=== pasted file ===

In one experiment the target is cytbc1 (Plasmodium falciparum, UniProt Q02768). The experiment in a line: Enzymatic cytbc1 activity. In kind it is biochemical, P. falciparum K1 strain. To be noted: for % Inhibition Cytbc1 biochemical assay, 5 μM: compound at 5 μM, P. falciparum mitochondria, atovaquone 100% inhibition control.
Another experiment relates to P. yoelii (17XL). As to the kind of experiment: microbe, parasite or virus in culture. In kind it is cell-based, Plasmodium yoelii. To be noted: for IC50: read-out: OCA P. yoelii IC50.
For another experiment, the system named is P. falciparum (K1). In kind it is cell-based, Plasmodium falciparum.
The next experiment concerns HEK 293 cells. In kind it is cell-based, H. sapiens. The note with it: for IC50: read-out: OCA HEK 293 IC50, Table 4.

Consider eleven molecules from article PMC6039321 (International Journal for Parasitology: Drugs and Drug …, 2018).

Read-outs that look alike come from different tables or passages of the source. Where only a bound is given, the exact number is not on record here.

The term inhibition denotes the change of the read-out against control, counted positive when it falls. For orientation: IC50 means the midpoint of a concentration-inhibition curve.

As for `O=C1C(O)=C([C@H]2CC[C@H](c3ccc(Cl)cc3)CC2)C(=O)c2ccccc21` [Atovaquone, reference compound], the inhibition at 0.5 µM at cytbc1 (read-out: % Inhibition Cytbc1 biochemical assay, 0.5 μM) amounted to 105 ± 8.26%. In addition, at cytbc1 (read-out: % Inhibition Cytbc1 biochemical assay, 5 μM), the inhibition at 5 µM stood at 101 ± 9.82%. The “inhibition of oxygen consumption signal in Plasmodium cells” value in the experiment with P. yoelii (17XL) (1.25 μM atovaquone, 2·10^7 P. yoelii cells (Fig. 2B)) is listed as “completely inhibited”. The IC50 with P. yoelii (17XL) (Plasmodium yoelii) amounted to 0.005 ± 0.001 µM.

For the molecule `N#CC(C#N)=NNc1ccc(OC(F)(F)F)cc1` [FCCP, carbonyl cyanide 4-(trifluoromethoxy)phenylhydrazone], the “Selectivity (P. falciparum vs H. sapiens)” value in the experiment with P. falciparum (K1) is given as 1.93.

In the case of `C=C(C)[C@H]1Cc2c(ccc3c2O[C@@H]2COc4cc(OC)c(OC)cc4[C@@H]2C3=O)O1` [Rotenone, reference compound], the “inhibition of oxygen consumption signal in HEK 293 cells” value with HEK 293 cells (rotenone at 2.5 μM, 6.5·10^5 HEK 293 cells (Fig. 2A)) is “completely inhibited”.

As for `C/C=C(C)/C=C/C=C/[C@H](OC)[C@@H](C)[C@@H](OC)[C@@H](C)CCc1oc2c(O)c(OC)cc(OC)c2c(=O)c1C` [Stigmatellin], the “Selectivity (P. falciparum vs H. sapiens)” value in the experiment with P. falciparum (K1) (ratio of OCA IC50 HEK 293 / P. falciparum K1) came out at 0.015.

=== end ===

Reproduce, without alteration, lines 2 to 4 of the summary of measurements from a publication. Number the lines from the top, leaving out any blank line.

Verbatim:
Another experiment relates to P. yoelii (17XL). As to the kind of experiment: microbe, parasite or virus in culture. In kind it is cell-based, Plasmodium yoelii. To be noted: for IC50: read-out: OCA P. yoelii IC50.
For another experiment, the system named is P. falciparum (K1). In kind it is cell-based, Plasmodium falciparum.
The next experiment concerns HEK 293 cells. In kind it is cell-based, H. sapiens. The note with it: for IC50: read-out: OCA HEK 293 IC50, Table 4.